Okay folks, relax - I'm not about to reveal a confession that I've suddenly renounced (or lost) my faith in Jesus. Far from it. But there has been this strange throught mulling around my head for the past 10 days or so.
What I've been pondering on is this: We all know the words of John 3: 16, "For God loved the world so much that he gave his one and only Son, so that everyone who believes in him will not perish but have eternal life" (NLT), but is this the only reason why we believe in Jesus? In other words, the question I'm asking is whether we would still love Jesus if there was no promise of heaven, no promise of eternal life?
I ask this question because I wonder sometimes whether we love Jesus for what He can do for us, rather than for who He is. How many altar calls have we heard where the preacher asks the question, "if you were to die tonight and you don't know where you are going, ask Jesus to come into your life". Then we wonder why it is that so many of these "new converts" fall by the wayside, with the church acting as some kind of revolving door in the process.
Think of this from the "other side" for a moment. Jesus doesn't love us because we are "good" people or because of the things we do. Nor does He love us because we could possibly do something for Him if that love were to be reciprocated. He loves us just as we are. "... God showed his great love for us by sending Christ to die for us while we were still sinners. And since we have been made right in God’s sight by the blood of Christ, he will certainly save us from God’s condemnation. For since our friendship with God was restored by the death of his Son while we were still his enemies, we will certainly be saved through the life of his Son" (Romans 5: 8-10, NLT).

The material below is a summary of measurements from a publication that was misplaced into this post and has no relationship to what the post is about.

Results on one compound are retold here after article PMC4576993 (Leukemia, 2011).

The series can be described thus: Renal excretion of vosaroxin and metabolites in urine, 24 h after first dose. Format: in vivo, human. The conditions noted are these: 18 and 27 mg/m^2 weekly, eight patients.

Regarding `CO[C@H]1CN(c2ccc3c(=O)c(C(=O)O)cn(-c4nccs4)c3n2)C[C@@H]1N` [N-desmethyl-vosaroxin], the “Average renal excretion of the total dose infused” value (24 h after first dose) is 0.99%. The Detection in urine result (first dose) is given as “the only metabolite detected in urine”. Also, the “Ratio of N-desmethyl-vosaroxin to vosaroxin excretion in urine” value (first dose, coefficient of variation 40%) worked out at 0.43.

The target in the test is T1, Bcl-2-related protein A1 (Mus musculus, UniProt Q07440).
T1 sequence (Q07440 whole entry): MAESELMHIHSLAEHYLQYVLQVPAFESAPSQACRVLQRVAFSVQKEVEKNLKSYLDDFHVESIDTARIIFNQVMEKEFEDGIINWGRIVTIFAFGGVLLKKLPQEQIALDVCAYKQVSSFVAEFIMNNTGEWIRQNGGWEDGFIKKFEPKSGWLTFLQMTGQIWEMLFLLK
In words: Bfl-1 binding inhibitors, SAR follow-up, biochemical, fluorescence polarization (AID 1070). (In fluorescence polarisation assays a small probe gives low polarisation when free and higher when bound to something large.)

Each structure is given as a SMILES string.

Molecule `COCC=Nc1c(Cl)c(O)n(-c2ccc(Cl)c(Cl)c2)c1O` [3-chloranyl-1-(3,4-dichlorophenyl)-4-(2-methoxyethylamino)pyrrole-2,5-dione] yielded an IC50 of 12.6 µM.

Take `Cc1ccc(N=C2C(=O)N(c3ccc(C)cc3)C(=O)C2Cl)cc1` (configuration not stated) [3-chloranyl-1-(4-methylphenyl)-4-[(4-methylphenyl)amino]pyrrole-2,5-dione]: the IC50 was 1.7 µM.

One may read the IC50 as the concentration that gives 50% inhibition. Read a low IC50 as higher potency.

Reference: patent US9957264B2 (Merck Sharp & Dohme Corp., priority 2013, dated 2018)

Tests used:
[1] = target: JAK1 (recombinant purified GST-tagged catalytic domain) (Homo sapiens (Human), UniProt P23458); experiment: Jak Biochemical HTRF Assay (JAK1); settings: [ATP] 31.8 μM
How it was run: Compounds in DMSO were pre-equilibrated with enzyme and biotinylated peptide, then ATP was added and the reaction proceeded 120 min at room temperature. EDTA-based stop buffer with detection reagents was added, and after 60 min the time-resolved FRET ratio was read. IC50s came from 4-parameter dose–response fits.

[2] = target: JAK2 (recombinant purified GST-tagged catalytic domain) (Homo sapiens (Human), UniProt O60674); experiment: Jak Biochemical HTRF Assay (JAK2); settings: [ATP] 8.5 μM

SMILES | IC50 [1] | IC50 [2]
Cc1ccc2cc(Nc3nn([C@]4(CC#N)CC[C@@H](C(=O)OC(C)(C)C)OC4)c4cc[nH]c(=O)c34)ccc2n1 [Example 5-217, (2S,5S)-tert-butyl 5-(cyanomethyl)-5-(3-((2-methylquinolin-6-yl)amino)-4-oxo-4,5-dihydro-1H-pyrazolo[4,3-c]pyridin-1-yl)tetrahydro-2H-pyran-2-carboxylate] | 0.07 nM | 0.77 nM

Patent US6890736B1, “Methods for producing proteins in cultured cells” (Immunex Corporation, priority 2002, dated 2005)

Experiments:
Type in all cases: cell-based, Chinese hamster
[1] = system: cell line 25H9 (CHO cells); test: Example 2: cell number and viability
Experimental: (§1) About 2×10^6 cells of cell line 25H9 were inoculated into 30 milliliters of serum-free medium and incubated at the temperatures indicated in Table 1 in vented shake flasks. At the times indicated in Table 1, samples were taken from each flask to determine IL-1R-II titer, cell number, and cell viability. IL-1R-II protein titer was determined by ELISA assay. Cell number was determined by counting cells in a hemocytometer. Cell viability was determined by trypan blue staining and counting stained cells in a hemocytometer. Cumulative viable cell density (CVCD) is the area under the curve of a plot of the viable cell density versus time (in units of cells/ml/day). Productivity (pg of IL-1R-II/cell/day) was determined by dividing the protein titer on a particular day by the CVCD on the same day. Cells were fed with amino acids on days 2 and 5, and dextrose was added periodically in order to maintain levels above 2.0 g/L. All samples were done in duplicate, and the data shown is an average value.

If Jesus loved us unconditionally without any guarantee that we would even respond in any what to that love, shouldn't our love for Jesus be on the same basis? To love Jesus for who He is, rather than for what He promises? Imagine how our relationship with Christ could grow. Imagine if we could apply this same principle to our earthly relationships - loving one another, not for what we can get out of the relationship, but for what we can put into it. Wouldn't our relationships - and the world - be a far better place?
Giving up too easily - In the next part of his reflection Thomas a Kempis records a conversation between Christ and 'The Disciple' (who could be himself or to any one of us). It...
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